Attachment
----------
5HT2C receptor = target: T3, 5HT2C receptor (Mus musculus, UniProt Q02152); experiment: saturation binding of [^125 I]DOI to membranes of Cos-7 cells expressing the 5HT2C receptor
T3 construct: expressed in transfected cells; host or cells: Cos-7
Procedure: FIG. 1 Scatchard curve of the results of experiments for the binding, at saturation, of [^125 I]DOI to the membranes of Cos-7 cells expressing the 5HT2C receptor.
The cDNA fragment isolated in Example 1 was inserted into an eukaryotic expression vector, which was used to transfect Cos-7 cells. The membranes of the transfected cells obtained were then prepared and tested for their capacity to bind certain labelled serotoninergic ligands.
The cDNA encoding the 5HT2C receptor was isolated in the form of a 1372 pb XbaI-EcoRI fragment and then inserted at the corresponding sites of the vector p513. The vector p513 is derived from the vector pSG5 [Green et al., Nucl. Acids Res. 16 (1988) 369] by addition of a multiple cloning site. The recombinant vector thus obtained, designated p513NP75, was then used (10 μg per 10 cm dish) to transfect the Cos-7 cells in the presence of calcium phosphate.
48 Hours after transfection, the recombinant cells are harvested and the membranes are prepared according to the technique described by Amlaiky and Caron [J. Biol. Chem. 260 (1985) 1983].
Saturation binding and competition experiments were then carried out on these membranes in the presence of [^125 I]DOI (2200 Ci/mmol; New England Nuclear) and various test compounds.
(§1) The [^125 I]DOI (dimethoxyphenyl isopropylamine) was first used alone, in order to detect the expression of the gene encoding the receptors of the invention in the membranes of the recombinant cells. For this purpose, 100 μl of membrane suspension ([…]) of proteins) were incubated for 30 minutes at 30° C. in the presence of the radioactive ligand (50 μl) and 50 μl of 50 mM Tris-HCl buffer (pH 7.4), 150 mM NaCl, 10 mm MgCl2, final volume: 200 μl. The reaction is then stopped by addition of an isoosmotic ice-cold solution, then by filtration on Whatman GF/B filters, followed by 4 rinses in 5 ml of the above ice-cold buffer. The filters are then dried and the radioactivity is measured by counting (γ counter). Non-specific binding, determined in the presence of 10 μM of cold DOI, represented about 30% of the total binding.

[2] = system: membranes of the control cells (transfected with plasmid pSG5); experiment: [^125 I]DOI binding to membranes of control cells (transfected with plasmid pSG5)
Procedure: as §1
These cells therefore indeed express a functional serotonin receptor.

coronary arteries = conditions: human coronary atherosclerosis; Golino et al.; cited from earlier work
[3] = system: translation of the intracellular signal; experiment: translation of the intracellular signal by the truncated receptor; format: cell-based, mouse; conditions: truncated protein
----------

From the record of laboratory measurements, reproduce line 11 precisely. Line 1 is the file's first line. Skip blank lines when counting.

These cells therefore indeed express a functional serotonin receptor.